DOMINIC Cooke’s adaptation of Ian McEwan’s novel and screenplay deals deftly and credibly with an important matter that hopefully the sexual revolution has now overtaken and modified. The courtship between Edward Mayhew (Billy Howle) and […]
THE theme of the clown who lives by making people laugh but whose own life is filled with personal grief is well enough known – think “Pagliacci”.
Adrian Shergold’s film offers a 20th century view of a clown who defies the mould. We never know the registered name of the waif from a working-class Leeds neighbourhood. In childhood, she must learn to fend for herself. As an adult, she suffers outrageous fortune’s slings and arrows not always without complaint, understanding that a life full of nothing to rejoice about can only get better, but there are no guarantees.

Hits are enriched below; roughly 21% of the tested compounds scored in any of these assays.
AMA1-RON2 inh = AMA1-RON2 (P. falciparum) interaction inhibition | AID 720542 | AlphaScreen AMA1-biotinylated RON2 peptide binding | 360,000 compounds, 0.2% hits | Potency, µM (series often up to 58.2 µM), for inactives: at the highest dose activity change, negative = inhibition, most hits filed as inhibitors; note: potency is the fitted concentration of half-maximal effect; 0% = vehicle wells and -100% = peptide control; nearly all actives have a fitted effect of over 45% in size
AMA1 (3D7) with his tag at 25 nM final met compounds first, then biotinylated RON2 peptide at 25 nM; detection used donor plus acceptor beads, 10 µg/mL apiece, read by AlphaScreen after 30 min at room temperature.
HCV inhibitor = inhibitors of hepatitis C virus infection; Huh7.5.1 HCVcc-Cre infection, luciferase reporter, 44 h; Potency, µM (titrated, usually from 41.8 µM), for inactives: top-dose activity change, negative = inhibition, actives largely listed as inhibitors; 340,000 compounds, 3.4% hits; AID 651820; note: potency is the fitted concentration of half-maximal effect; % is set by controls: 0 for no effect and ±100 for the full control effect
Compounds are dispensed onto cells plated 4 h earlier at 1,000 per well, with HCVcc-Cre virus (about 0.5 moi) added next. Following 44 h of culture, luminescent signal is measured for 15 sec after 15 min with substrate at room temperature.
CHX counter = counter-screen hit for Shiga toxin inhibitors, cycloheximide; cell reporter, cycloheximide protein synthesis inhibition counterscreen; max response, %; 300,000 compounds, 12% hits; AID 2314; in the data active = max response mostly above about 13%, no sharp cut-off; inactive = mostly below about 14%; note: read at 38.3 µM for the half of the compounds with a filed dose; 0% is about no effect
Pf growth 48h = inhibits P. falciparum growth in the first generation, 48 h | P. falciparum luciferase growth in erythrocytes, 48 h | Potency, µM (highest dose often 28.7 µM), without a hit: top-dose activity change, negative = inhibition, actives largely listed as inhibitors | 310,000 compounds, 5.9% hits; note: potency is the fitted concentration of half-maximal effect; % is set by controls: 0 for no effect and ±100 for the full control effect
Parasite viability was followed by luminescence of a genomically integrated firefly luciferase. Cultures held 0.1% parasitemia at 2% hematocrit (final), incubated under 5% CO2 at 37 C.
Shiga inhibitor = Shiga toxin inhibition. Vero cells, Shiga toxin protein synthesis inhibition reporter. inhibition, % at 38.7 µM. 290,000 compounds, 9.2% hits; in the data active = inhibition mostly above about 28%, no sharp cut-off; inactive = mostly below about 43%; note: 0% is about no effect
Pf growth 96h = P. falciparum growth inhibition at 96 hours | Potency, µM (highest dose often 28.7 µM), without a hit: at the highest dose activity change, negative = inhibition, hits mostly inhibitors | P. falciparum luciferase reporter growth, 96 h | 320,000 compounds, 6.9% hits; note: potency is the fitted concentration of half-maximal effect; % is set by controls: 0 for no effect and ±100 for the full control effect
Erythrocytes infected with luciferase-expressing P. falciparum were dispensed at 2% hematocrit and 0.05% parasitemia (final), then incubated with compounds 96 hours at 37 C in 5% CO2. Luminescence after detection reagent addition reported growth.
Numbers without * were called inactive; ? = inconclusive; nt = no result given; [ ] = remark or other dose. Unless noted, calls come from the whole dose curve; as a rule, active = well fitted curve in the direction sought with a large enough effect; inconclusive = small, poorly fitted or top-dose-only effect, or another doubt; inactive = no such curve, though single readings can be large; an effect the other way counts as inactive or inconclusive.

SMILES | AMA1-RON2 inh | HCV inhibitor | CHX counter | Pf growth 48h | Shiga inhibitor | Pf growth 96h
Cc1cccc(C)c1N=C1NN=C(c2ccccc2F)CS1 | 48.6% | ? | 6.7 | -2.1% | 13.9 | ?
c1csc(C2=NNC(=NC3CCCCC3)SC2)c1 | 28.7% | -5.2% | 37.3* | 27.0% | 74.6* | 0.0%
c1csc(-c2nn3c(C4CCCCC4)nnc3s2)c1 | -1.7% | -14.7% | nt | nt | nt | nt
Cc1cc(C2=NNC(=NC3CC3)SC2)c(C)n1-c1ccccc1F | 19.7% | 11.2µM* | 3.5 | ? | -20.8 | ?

“Funny Cow” the movie, written by Tony Pitts, offers a tour de force performance from Maxine Peake. To Australian audiences, her long filmography may be mainly TV series and short films. She has played in films written by Shakespeare, from “Hamlet” to “Titania”. She’s perhaps best known here as Martha Costello QC in the BBC’s excellent legal series “Silk”. Her command of nuances that need a camera’s closeness to exploit to best advantage is profound.
The men in Funny Cow’s life don’t come out all that well – an abusive father, a domineering, selfish husband, even Angus whose educated cultural preferences are beyond her comprehension. Stand-up comedian Lenny (Alun Armstrong), whose understanding of life’s realities is a burden hard to bear, lacks the inner strength to survive in the harsh craft of amusing a pub full of working-class men with jokes that are less than funny.
In final analysis, “Funny Cow” is a film about comedy that’s not funny. It has moments that bring gales of laughter but it delves into its heroine’s psyche hoping eventually to find emotional comfort that its social environment cannot provide.
It’s a great film.
At Capitol 6, Palace Electric and Dendy